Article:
UPDATE: Local police in Arlington, Texas have invited the FBI to assist in the investigation into the death of Christian Taylor, an unarmed teen killed by an officer during a burglary call to a car dealership. According to the latest reports, Taylor resisted arrest when he was cornered by police at the dealership, running to another part of the building.
That's when officer-in-training Brad Miller fired a deadly shot. Another officer deployed a taser, but it's not clear if that happened before, after or during the shooting. Arlington police are actively seeking answers into the sequence of events and whether or not Miller stayed within the scope of the law when he fired on Taylor.
Sergeant Paul Rodriguez of the Arlington PD did make it clear, however, that Taylor deliberately crashed into the dealership and it was not an accident, as some suggested.
Another day, another hashtag to acknowledge the tragic death of an unarmed Black teen at the hands of a police officer.
Christian Taylor, a 19-year-old college football player from Texas, was killed by an officer-in-training during a burglary call to a car dealership in Arlington, local police have confirmed.
According to reports, Taylor had crashed his car into the front of a Buick dealership at 1 a.m. on Friday (August 7). Cops initially called him a burglary suspect, though no evidence has been released to corroborate the claim.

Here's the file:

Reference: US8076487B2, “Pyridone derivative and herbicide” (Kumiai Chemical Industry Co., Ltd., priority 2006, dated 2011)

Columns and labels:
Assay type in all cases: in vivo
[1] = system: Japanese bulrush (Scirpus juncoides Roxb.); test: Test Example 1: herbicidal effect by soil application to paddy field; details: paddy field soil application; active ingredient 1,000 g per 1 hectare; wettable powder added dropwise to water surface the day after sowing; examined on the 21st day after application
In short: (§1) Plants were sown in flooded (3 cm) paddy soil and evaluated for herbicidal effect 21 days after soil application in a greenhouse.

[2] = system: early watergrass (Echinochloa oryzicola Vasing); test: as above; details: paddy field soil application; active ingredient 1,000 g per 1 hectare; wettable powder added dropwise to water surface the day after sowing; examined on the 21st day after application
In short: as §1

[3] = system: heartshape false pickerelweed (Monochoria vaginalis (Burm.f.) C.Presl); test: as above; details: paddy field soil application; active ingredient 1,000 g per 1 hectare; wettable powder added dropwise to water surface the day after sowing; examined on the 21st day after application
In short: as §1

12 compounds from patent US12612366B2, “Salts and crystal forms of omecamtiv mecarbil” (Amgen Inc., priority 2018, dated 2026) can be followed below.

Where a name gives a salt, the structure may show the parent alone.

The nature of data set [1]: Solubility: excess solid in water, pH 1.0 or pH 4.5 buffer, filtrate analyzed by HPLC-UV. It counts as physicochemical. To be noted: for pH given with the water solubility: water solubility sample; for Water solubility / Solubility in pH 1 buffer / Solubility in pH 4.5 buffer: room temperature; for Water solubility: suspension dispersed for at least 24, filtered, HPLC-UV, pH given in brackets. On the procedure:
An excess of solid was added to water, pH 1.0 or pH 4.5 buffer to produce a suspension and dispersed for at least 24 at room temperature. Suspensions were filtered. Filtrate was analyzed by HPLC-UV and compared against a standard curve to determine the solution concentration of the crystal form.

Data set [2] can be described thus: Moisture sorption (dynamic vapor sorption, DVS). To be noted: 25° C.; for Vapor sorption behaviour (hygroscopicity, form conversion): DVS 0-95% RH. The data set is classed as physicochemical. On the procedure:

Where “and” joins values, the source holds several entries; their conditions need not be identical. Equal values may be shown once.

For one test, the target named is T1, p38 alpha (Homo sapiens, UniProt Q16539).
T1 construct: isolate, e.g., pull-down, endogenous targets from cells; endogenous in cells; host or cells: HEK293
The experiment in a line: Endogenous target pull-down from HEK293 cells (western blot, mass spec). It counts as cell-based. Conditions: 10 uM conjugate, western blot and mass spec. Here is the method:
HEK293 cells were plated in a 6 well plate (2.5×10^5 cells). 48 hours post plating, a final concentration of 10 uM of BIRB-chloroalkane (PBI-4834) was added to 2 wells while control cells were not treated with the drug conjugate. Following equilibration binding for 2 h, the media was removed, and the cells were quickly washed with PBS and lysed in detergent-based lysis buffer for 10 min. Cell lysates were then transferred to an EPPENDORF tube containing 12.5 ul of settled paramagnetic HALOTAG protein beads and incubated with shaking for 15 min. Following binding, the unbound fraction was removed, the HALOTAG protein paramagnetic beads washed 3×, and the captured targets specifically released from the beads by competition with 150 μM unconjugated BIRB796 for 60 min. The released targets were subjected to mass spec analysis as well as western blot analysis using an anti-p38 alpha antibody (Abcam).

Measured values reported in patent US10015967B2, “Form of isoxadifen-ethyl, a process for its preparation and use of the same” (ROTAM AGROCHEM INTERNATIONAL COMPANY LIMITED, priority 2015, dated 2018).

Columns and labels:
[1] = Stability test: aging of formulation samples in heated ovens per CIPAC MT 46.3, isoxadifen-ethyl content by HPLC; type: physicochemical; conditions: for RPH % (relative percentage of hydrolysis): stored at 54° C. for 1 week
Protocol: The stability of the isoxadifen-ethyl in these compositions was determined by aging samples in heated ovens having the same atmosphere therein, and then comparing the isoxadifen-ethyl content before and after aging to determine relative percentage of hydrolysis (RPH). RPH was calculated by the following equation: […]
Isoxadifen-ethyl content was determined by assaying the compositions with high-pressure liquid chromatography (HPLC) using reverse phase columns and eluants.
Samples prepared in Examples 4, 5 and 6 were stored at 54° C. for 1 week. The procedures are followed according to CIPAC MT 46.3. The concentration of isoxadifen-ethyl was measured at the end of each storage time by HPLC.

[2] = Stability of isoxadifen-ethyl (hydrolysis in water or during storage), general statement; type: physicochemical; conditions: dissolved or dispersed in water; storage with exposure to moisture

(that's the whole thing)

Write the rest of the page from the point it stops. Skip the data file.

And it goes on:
"Officers established a perimeter and approached the suspect inside," the report said. "As officers confronted the suspect, there was an altercation during which at least one officer discharged his weapon." The shot was fired by Officer Brad Miller, 49, who joined the force in September and graduated the police academy just this past March. He had no prior experience in law enforcement.
The Arlington Police Department has no video of the incident because officers there don't yet wear body cameras, said police spokesman Sgt. Paul Rodriguez. It's unclear whether the dealership's security cameras captured what happened.
Taylor, an Arlington native, died at the scene. It was not immediately known whether he was intoxicated, and his great uncle Clyde Fuller doesn't believe his nephew had plans to commit a crime. "They say he's burglarizing the place by running up in there? Nuh-uh. Something doesn't sound right," Fuller told the Fort Worth Star-Telegram.
His nephew, who has no prior convictions but was placed on probation in December for carrying less than a dozen hydrocodone tablets without a prescription, was planning to return to school Sunday to continue football practice.
Late last month, about two weeks after he had successfully completed his probation and his record was cleared of the drug charges, Taylor tweeted: "I don't wanna die too younggggg."
His death comes just shy of the one year anniversary of Michael Brown's killing in Ferguson, Missouri.
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(Photo: Angelo State Athletics)
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